Amy Scott (1860-1950)
|Artist Name||Amy Scott (1860-1950)|
|Title||Portrait of a Victorian Rock Star|
|Description||This large and ambitious exhibited Victorian portrait oil painting is by noted female artist Amy Scott. There were so many obstacles for women to pursue a career in art in the 19th century. The contribution of women artists such as Scott and many others are now being re evaluated and female artists are much sought after. Painted in 1886 when Scott was 26, this is clearly the work of a very talented and dedicated artist. The portrait is of a handsome young nobleman playing a piccolo or parlour guitar. This guitar was made in London by a luthier called Guiot, around 1840. The name parlour guitar is usually attributed to the fact that they became a popular form of guest entertainment in the 19th century, which, in wealthier homes, took place in a parlour room. The musician is seated and wearing possibly Spanish court dress of rich velvet and satin with an animal skin beside him. The colouring and textures are superbly lush and detailed. The depiction of his delicate handsome features is fantastic. This is a tremendous example of Scott's work and an excellent, large portrait that would stop you in your tracks in a museum.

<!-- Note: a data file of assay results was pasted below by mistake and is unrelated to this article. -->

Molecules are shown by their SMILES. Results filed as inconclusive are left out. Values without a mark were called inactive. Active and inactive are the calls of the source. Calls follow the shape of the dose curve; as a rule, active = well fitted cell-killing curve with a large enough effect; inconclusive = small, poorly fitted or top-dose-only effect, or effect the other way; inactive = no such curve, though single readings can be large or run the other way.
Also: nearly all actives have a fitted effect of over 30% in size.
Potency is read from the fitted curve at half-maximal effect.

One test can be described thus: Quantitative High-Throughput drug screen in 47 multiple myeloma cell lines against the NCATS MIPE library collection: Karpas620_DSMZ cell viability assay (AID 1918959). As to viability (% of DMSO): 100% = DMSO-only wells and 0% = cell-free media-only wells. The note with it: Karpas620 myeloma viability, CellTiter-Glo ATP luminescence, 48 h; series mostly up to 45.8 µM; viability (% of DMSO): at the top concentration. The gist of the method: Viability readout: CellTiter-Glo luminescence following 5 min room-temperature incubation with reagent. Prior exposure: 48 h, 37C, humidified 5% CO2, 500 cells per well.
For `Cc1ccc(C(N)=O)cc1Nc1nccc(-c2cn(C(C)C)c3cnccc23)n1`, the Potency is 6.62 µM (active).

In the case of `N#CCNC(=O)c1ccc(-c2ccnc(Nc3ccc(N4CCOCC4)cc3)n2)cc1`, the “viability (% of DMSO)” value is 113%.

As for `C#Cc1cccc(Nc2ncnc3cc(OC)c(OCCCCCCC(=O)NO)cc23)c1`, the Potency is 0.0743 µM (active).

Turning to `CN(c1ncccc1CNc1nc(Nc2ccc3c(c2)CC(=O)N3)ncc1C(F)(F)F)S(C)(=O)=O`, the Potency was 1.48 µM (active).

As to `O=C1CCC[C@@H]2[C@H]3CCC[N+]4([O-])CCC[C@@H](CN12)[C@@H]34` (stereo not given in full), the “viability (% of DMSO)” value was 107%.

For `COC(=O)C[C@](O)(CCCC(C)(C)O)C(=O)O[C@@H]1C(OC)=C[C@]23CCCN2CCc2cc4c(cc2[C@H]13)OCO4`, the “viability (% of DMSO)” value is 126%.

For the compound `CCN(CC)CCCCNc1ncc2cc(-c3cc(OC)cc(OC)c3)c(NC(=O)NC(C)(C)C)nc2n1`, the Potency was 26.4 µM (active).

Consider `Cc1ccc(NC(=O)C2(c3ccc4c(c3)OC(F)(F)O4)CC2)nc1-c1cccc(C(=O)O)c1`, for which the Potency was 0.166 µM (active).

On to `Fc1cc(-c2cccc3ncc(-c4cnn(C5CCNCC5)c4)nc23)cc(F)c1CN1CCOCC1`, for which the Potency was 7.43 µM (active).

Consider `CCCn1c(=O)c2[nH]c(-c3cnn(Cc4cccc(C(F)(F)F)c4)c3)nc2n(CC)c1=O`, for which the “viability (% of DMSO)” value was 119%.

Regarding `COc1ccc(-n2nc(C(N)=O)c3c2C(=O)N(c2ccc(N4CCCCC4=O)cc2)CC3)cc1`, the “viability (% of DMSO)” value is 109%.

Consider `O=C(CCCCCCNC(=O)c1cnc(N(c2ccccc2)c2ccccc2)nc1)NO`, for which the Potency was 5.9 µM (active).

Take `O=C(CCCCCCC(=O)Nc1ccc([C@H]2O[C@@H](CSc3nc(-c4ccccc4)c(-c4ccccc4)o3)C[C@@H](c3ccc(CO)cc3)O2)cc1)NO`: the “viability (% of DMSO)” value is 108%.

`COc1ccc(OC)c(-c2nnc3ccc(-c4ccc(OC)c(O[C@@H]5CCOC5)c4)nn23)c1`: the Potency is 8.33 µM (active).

Signed and dated 1886 lower right.
|Medium||Oil on Canvas|
|Size||40 x 50 inches|
|Frame||Housed in a richly sculpted original Victorian gilt frame, 62 inches by 52 inches framed and in good condition.|
|Biography||Amy Scott (1860-1950) exhibited 1881-1905. Scott was a British figure, landscape and still life painter who lived in London and Brighton. There were four generations of local artists and the family archive was left to Hove Museum in the will of Amy Scott. One of her oils is in the Brighton and Hove Museums and Art Galleries collection, as is her portrait by Harry Mileham.
Exhibited: Manchester City Art Gallery 2, Royal Academy 3, Royal Society of British Artists 4, Royal Institute of Painters of Watercolours 1, Royal Institute of Oil Painters 3, Society of Women Artists 11.